Using Dutch’s dog age calculator is actually quite simple. You just have to follow these few easy steps:

    1. Enter your dog’s age in years, months, or weeks
    2. Select your dog’s size
      • The options are small, medium, large, and giant
    3. Click calculate

And that’s it! Figuring out your dog’s age in human years is as simple as using our dog age calculator.

Dog Age Calculator: FAQs

How old is a 7-year-old dog?

The age of a 7-year-old dog in human years ultimately depends on the breed and size of the dog. Large and giant dog breeds will be considered seniors by the time they’re 7 years old, but small dogs won’t be until they’re around 11 years old. You can use our dog age calculator to get a more accurate answer to how old a 7-year-old dog is in human years. 

How old is a 10-year-old dog in human years?

There is no definitive way to figure out how old a 10-year-old dog is in human years unless you use a dog age calculator. A dog age calculator takes into account the breed and size of a dog, which helps to provide a more precise answer. For example, a 10-year-old Akita dog will be about 75 years old in human years. But a 10-year-old French Bulldog will be around 56 years old.

Is 14 years old for a dog?

14 years old can generally be considered old for a dog. A small dog is considered old when they’re 11, a medium dog is considered old when they’re 10, and a large dog is considered old when they’re 8. 

Which breed of dog has the shortest lifespan?

Large dog breeds, such as Mastiffs and Great Danes, typically have the shortest lifespans. Larger dogs have an increased mortality rate regardless of their age. Large dogs also tend to mature at a faster rate, so they get older quicker, thus leading to a shorter lifespan. Some studies have also shown that smaller dogs have lower amounts of the growth hormone IGF-1. Large amounts of this growth hormone are associated with an increased risk of age-related diseases, like cancer and heart disease. So, the reason why larger dogs don’t live as long could potentially be because they have more IGF-1 than smaller dogs.3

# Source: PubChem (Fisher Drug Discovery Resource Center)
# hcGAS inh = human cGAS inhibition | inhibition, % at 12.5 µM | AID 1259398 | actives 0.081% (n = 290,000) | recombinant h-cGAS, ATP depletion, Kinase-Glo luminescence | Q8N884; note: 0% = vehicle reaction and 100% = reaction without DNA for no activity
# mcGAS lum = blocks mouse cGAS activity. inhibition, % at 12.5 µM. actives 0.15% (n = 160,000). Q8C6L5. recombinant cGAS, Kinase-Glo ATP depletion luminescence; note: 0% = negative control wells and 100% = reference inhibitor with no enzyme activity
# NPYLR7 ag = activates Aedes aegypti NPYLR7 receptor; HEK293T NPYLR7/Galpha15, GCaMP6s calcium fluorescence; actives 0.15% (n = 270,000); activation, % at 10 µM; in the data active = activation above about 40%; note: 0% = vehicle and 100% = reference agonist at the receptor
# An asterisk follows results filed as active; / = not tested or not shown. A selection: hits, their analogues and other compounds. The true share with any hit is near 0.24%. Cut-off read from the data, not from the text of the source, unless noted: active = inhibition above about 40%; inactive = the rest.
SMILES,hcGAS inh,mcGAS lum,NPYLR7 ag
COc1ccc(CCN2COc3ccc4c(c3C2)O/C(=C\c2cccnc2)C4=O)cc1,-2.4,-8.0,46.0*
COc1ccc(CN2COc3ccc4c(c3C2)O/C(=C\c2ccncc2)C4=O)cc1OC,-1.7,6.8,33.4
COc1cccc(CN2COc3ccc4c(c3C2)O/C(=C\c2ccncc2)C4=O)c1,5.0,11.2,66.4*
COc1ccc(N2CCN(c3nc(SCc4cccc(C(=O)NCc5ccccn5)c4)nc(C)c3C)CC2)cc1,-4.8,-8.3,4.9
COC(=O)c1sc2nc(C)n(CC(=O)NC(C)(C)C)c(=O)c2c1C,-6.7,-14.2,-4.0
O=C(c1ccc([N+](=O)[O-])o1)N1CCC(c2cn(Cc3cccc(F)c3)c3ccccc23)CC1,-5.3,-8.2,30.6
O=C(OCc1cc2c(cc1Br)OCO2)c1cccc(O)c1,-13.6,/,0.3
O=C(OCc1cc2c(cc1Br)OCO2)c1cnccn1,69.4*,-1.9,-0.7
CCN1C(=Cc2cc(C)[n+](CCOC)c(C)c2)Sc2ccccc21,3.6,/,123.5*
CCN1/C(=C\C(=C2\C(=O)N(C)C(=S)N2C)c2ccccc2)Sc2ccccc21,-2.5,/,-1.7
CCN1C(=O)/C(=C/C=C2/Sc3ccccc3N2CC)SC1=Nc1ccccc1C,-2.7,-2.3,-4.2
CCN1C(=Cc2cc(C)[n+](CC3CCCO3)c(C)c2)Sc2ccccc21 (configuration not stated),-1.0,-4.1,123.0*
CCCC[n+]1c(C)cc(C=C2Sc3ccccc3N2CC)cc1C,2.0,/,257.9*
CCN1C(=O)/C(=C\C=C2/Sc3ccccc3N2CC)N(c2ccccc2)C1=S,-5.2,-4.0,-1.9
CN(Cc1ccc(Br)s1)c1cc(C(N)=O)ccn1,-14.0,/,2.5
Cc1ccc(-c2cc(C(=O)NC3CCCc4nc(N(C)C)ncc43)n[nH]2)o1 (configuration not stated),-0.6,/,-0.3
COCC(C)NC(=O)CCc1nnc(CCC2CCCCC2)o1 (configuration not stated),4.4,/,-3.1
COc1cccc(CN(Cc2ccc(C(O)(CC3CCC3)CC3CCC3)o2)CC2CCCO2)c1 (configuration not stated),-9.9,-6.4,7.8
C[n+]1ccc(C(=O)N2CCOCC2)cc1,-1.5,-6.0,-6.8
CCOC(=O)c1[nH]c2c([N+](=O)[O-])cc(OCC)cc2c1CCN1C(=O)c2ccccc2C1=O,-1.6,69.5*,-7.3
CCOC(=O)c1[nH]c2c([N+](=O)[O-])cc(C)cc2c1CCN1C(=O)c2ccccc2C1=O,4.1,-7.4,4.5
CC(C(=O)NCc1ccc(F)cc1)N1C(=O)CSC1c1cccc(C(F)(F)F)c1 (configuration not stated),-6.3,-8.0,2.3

Which breed of dog has the longest lifespan?

Smaller dog breeds, such as Yorkies, Chihuahuas, Dachshunds, and Toy Poodles, tend to have the longest lifespans. Some of the longest living dogs have been small dog breeds and lived up to 25 years old, which is very old for a dog. 

How do I make my dog live forever? 

There’s nothing more heartbreaking than watching your furry best friend grow old. But getting old is inevitable – for humans and dogs alike. And while we can’t guarantee your dog will live forever, we can help ensure they live a happy and healthy life with our convenient pet care solutions. 

Final Notes

We’ve all heard the rule that “1 dog year equals 7 human years”, but it’s not always that simple. There are countless dog breeds out there, and each dog breed ages at a different rate. So, the 7:1 ratio isn’t always applicable. You need to take into consideration a dog’s breed, age, and size in order to get a more accurate answer.

And thankfully, you can use our dog age calculator to do so. To use our dog’s age calculator, all you have to do is plug in your dog’s current age in weeks, select their size, and you’ll be given your dog’s age in human years. It’s as simple as that.

But part of having a dog is also making sure they are always healthy, and that means bringing them to the vet for regular check-ups and getting them treated ASAP if they’re sick. And if you’re looking for a quick and easy solution to pet care, look no further than Dutch.com.

Dutch offers a pet telehealth service where pet owners can get access to affordable pet care right from home. We work with a network of licensed veterinarians who are qualified to help with a multitude of pet health issues and concerns, whether that be for your pup’s annual check-up or prescribing them medication if they’re sick. 

With Dutch, you can get the help of a qualified vet with the simple click of a button. There’s no waiting or worrying about not being able to make an appointment with a vet. We’re here to help your pet get the care they need as quickly as possible by prescribing you medication AND delivering it directly to your front door. Get started with Dutch today and experience pet care like never before.

References

  1. “Senior Pets.” American Veterinary Medical Association, https://www.avma.org/resources-tools/pet-owners/petcare/senior-pets.

  2. Wang, Tina, et al. “Quantitative Translation of Dog-to-Human Aging by Conserved Remodeling of Epigenetic Networks.” BioRxiv, Cold Spring Harbor Laboratory, 1 Jan. 2019, https://www.biorxiv.org/content/10.1101/829192v1?ct=.

  3. “Large Dogs Age Faster, Die Younger.” Inside Science, https://www.insidescience.org/content/large-dogs-age-faster-die-younger/953.